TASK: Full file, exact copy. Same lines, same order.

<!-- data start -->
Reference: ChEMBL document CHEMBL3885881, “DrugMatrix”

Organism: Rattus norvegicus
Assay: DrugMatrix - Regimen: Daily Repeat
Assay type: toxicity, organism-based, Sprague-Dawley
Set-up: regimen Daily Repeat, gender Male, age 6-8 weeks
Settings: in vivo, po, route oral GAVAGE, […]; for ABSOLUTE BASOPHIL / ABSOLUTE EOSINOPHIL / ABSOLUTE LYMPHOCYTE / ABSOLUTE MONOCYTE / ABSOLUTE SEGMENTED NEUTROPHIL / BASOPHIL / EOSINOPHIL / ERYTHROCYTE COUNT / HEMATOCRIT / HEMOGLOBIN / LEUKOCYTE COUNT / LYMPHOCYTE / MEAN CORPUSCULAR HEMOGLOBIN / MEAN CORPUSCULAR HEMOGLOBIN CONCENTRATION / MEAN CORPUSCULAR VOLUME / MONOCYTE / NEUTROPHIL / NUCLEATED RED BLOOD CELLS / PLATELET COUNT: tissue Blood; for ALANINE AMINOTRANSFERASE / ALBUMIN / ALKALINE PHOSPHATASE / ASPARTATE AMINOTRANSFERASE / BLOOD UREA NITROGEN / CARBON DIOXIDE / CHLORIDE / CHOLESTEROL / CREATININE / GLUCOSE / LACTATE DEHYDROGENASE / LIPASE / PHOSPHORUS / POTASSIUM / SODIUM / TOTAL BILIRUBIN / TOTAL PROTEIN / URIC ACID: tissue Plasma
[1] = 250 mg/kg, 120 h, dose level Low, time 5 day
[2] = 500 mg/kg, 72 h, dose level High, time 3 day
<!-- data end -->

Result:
Reference: ChEMBL document CHEMBL3885881, “DrugMatrix”

Organism: Rattus norvegicus
Assay: DrugMatrix - Regimen: Daily Repeat
Assay type: toxicity, organism-based, Sprague-Dawley
Set-up: regimen Daily Repeat, gender Male, age 6-8 weeks
Settings: in vivo, po, route oral GAVAGE, […]; for ABSOLUTE BASOPHIL / ABSOLUTE EOSINOPHIL / ABSOLUTE LYMPHOCYTE / ABSOLUTE MONOCYTE / ABSOLUTE SEGMENTED NEUTROPHIL / BASOPHIL / EOSINOPHIL / ERYTHROCYTE COUNT / HEMATOCRIT / HEMOGLOBIN / LEUKOCYTE COUNT / LYMPHOCYTE / MEAN CORPUSCULAR HEMOGLOBIN / MEAN CORPUSCULAR HEMOGLOBIN CONCENTRATION / MEAN CORPUSCULAR VOLUME / MONOCYTE / NEUTROPHIL / NUCLEATED RED BLOOD CELLS / PLATELET COUNT: tissue Blood; for ALANINE AMINOTRANSFERASE / ALBUMIN / ALKALINE PHOSPHATASE / ASPARTATE AMINOTRANSFERASE / BLOOD UREA NITROGEN / CARBON DIOXIDE / CHLORIDE / CHOLESTEROL / CREATININE / GLUCOSE / LACTATE DEHYDROGENASE / LIPASE / PHOSPHORUS / POTASSIUM / SODIUM / TOTAL BILIRUBIN / TOTAL PROTEIN / URIC ACID: tissue Plasma
[1] = 250 mg/kg, 120 h, dose level Low, time 5 day
[2] = 500 mg/kg, 72 h, dose level High, time 3 day